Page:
The Canadian premiere of the new Neil Marshall rendition of Hellboy in Toronto came with a pair of special guests. Stars David Harbour and Milla Jovovich were in town to promote the film, and after the screening took part in a bit of a Q&A with the hundreds of fans in attendance for the Scotiabank Theatre. Here are some of the takeaways.
It’s Not Easy Having a Tail
One of the things Harbour had to come to terms with playing Hellboy was walking around with a tail. “The thing about having a tail you don’t realize is that it’s very hard to sit in a chair with a back, it really is,” the Hellboy actor said. “I have a lot of respect for dogs now.”
The crew painted a special red-coloured apple box that would be Harbour’s throne between takes. “I remember bringing you the crate a few times because they weren’t quick enough on set,” Jovovich recalled.
“You were very mothering to me, it was nice,” Harbour added.
Creature Effects Gone Wild
A question about the actors’ favourite scenes in the movie yielded some insight into the creature effects on set. “That’s easy for me, in the Baba Yaga scene I get a big old kiss,” Harbour said of his favourite scene, but then he made it a chance to praise Baba Yaga’s portrayer, real-life contortionist Troy James. “His legs are CGI [in the film], but the movement is real. He was able to do things with his body that no living human being should be able to do,” Harbour said admiringly.
For Jovovich, the most memorable point of making Hellboy was working with Doug Tait, who played the hog-like creature Gruagach, a henchman to Jovovich’s villain the Blood Queen. “His head started smoking at one point in a scene we had together, and he was like, ‘Guys do you smell smoke?’ And everyone was like, ‘No it’s fine,’” Jovovich recalled. “It takes a long time to get him out of that thing because it’s all wires and the face moves,” she added. “Anyway, I made sure they never used that head on Doug ever again. It was literally a disaster. It was on fire.”
One fan asked Jovovich how it felt to play a character very different from her heroine role in Resident Evil, and how it felt to not have to perform a lot of wire work and martial arts. “It was the greatest relief in a certain sense,” Jovovich explained. “I didn’t have to wear 40 pounds of prosthetics like poor David, but I did have to learn to do a British accent, which is quite a challenge on its own.
“I was doing stunt rehearsals for the accent,” she joked.
Harbour was asked about his famous Hellboy summit with original Hellboy portrayer Ron Perlman and comedian/nerd brand ambassador Patton Oswalt, which took place shortly after he was hired for the reboot. “It was great, and talking about Hellboy was just an excuse to meet a great actor and talk about his long, luxurious career,” Harbour said. “I’ve always been a fan of his.”
Any advice from Perlman? Harbour said, “I tend to take stuff very seriously, and I was working on the inner life [of Hellboy] and he was like, ‘Hey kid, just make sure you have some fun.’”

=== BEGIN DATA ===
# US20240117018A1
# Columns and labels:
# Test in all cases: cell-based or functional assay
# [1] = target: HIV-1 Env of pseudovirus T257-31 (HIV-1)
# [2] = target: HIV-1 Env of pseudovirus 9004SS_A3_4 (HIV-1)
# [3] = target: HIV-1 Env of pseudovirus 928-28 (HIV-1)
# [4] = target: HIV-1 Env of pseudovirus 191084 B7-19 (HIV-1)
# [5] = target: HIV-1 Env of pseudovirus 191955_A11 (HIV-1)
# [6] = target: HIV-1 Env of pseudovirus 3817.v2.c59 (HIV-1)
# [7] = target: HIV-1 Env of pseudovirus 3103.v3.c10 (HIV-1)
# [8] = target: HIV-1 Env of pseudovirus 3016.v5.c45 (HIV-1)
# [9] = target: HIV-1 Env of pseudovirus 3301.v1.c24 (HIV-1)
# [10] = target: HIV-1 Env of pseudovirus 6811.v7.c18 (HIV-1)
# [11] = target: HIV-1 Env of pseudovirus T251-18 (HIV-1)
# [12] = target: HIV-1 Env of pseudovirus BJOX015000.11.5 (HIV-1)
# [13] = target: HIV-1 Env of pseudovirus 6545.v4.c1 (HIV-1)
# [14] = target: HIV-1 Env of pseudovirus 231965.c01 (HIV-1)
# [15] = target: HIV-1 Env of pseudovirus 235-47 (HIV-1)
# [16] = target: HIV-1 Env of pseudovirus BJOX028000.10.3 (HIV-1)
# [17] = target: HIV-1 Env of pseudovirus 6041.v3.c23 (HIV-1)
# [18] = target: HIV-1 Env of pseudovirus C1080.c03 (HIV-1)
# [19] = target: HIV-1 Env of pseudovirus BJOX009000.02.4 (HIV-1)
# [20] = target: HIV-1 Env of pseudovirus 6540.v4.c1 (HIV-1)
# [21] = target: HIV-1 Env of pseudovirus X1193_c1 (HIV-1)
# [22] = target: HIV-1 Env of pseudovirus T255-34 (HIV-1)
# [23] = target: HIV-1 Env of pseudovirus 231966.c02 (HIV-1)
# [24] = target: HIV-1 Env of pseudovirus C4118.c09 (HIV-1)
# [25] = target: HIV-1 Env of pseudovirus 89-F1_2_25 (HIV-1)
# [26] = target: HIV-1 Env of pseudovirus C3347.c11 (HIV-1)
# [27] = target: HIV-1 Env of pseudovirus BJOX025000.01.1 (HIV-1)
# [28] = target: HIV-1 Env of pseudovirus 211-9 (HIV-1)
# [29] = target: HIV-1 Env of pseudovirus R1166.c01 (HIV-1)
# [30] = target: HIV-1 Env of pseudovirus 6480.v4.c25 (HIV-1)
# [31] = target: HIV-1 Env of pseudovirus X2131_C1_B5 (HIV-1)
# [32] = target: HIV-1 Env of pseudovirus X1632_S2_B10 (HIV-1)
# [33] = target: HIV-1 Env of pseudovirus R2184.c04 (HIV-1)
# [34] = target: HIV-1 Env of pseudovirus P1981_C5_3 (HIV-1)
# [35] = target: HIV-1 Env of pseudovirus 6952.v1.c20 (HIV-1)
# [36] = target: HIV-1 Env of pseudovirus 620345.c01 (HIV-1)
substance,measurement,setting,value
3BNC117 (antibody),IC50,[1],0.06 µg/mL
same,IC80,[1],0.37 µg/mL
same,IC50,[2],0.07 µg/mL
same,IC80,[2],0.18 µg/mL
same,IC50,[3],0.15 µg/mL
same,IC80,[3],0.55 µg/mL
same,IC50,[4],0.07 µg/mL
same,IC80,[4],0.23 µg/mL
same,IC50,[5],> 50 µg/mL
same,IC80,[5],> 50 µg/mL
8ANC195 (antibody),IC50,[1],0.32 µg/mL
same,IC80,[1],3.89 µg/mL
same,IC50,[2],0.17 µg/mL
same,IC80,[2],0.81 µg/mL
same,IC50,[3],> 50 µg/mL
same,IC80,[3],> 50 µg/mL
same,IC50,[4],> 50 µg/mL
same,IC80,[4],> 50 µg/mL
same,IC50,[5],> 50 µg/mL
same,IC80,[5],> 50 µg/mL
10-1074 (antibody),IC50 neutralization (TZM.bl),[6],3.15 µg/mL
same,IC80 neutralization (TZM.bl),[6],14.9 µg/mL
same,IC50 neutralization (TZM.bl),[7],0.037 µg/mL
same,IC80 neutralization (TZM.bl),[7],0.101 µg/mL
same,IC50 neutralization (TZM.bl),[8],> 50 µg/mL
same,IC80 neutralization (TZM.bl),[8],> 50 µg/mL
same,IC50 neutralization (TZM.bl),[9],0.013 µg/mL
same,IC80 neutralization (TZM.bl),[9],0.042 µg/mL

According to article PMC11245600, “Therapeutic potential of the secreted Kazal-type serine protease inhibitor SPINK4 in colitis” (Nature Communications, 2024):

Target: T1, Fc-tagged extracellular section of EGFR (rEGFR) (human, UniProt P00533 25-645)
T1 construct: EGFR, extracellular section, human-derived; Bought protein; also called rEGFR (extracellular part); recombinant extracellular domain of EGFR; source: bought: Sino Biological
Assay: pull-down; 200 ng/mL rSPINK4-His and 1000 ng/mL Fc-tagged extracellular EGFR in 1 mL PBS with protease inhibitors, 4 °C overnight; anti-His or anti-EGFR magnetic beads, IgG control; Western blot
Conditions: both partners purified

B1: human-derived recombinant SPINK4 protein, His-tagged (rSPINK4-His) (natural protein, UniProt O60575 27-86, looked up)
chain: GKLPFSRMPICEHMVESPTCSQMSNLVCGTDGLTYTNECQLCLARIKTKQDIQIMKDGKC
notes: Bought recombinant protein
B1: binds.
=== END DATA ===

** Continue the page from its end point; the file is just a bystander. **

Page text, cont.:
Jovovich, who just finished working on Monster Hunter with Perlman also had praise for the original Hellboy. “That guy’s got more one-liners than any human I’ve ever met,” she said. “He’s the funniest dude ever apart from David Harbour.”
Speaking of Perlman’s Hellboy, Harbour was asked how he tried to make the character his own following in the footsteps of Perlman. “I think it’s different because he’s a little bit of a younger Hellboy […] he’s not yet a Hellman,” Harbour said. “I think we wanted the dynamic with the father to be different than we’ve seen, and Ian [McShare, who play’s Hellboy’s father Professor Broom] is more of a forbidding presence and more about tough love.”
“I haven’t seen the other movies in a long time, and I know there is a struggle with his destiny, but I just wanted that to be grounded in some sort of genetic imperative,” Harbour added. “It’s almost like he wants to be evil in some base desire. He sort of loves and admires the Blood Queen and in the middle of the film he wonders why he’s on the ‘good side’, and maybe he’s wrong about that.”
Night at the Improv
Hellboy is known for his sardonic one-liners, so was all of that in the script, or did Harbour ever get to riff. “There was a lot of play on set,” the actor said. “What we were trying to do was get the spirit of the [Hellboy creator Mike] Mignola comic without actually using a lot of the Mignola lines,” Harbour explained. “So the spirit of Hellboy is that he has these things that come out of either provoking someone, thinking that a situation is stupid, or being embarrassed by a situation. So there was a lot that you didn’t see that was on the cutting room for that I loved.”
Jovovich admitted that there were times where she didn’t know it was Harbour talking, or Hellboy. “There were a few times I didn’t realize that you weren’t just joking with me, and I would literally start laughing and no one else was and we were still rolling,” she said.
Hellboy is now in theatres everywhere. Read my review of Hellboy, and sound off with your own opinions with the Nightmare on Film Street community over on Twitter, Reddit, and the Fiend Club Facebook Group!